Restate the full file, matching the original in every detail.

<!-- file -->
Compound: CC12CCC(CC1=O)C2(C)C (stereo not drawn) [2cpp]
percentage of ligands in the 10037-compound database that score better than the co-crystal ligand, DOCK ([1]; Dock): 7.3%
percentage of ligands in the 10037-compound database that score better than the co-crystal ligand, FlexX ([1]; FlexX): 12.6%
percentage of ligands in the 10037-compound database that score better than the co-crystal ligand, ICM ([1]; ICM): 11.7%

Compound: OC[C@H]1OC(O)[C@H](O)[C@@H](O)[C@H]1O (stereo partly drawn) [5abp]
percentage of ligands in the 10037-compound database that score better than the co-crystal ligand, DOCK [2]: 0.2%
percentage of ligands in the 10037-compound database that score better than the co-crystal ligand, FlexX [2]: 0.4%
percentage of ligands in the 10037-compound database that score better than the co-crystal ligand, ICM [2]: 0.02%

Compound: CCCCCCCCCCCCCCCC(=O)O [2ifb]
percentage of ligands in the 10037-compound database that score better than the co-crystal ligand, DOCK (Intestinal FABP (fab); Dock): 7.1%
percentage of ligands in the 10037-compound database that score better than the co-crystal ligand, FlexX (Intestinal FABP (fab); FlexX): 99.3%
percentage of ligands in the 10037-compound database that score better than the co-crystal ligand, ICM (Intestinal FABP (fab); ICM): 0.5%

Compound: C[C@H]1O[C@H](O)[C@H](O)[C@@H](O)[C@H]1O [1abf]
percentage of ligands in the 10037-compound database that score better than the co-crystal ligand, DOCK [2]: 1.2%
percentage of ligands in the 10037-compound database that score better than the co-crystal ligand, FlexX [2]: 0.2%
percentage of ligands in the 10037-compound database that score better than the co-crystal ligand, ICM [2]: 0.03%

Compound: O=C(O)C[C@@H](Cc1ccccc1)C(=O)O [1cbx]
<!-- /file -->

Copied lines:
Compound: CC12CCC(CC1=O)C2(C)C (stereo not drawn) [2cpp]
percentage of ligands in the 10037-compound database that score better than the co-crystal ligand, DOCK ([1]; Dock): 7.3%
percentage of ligands in the 10037-compound database that score better than the co-crystal ligand, FlexX ([1]; FlexX): 12.6%
percentage of ligands in the 10037-compound database that score better than the co-crystal ligand, ICM ([1]; ICM): 11.7%

Compound: OC[C@H]1OC(O)[C@H](O)[C@@H](O)[C@H]1O (stereo partly drawn) [5abp]
percentage of ligands in the 10037-compound database that score better than the co-crystal ligand, DOCK [2]: 0.2%
percentage of ligands in the 10037-compound database that score better than the co-crystal ligand, FlexX [2]: 0.4%
percentage of ligands in the 10037-compound database that score better than the co-crystal ligand, ICM [2]: 0.02%

Compound: CCCCCCCCCCCCCCCC(=O)O [2ifb]
percentage of ligands in the 10037-compound database that score better than the co-crystal ligand, DOCK (Intestinal FABP (fab); Dock): 7.1%
percentage of ligands in the 10037-compound database that score better than the co-crystal ligand, FlexX (Intestinal FABP (fab); FlexX): 99.3%
percentage of ligands in the 10037-compound database that score better than the co-crystal ligand, ICM (Intestinal FABP (fab); ICM): 0.5%

Compound: C[C@H]1O[C@H](O)[C@H](O)[C@@H](O)[C@H]1O [1abf]
percentage of ligands in the 10037-compound database that score better than the co-crystal ligand, DOCK [2]: 1.2%
percentage of ligands in the 10037-compound database that score better than the co-crystal ligand, FlexX [2]: 0.2%
percentage of ligands in the 10037-compound database that score better than the co-crystal ligand, ICM [2]: 0.03%

Compound: O=C(O)C[C@@H](Cc1ccccc1)C(=O)O [1cbx]